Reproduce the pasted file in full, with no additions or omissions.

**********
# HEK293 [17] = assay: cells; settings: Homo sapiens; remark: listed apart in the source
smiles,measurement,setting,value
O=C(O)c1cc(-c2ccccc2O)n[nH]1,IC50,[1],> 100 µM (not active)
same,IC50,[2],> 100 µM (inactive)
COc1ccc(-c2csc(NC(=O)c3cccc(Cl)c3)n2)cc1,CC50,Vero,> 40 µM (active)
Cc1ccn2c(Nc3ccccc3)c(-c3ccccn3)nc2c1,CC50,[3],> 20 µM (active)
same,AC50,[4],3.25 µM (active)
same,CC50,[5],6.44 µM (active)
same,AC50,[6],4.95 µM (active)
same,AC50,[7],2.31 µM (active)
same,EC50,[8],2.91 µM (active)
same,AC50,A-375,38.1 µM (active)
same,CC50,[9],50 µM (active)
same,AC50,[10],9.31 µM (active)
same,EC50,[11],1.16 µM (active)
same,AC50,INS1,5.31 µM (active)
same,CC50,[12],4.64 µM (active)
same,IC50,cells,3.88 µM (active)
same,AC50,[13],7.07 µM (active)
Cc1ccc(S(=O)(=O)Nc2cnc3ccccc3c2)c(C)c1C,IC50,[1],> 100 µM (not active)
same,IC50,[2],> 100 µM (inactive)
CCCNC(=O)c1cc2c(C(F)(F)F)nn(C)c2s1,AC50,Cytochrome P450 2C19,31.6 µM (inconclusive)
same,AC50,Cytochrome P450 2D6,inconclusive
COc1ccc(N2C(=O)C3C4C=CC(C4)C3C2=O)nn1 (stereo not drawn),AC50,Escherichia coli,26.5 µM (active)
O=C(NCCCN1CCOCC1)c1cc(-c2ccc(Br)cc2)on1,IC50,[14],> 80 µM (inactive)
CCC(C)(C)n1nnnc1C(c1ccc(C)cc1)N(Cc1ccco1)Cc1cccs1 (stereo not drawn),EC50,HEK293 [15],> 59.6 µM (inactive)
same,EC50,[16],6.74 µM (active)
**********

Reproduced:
# HEK293 [17] = assay: cells; settings: Homo sapiens; remark: listed apart in the source
smiles,measurement,setting,value
O=C(O)c1cc(-c2ccccc2O)n[nH]1,IC50,[1],> 100 µM (not active)
same,IC50,[2],> 100 µM (inactive)
COc1ccc(-c2csc(NC(=O)c3cccc(Cl)c3)n2)cc1,CC50,Vero,> 40 µM (active)
Cc1ccn2c(Nc3ccccc3)c(-c3ccccn3)nc2c1,CC50,[3],> 20 µM (active)
same,AC50,[4],3.25 µM (active)
same,CC50,[5],6.44 µM (active)
same,AC50,[6],4.95 µM (active)
same,AC50,[7],2.31 µM (active)
same,EC50,[8],2.91 µM (active)
same,AC50,A-375,38.1 µM (active)
same,CC50,[9],50 µM (active)
same,AC50,[10],9.31 µM (active)
same,EC50,[11],1.16 µM (active)
same,AC50,INS1,5.31 µM (active)
same,CC50,[12],4.64 µM (active)
same,IC50,cells,3.88 µM (active)
same,AC50,[13],7.07 µM (active)
Cc1ccc(S(=O)(=O)Nc2cnc3ccccc3c2)c(C)c1C,IC50,[1],> 100 µM (not active)
same,IC50,[2],> 100 µM (inactive)
CCCNC(=O)c1cc2c(C(F)(F)F)nn(C)c2s1,AC50,Cytochrome P450 2C19,31.6 µM (inconclusive)
same,AC50,Cytochrome P450 2D6,inconclusive
COc1ccc(N2C(=O)C3C4C=CC(C4)C3C2=O)nn1 (stereo not drawn),AC50,Escherichia coli,26.5 µM (active)
O=C(NCCCN1CCOCC1)c1cc(-c2ccc(Br)cc2)on1,IC50,[14],> 80 µM (inactive)
CCC(C)(C)n1nnnc1C(c1ccc(C)cc1)N(Cc1ccco1)Cc1cccs1 (stereo not drawn),EC50,HEK293 [15],> 59.6 µM (inactive)
same,EC50,[16],6.74 µM (active)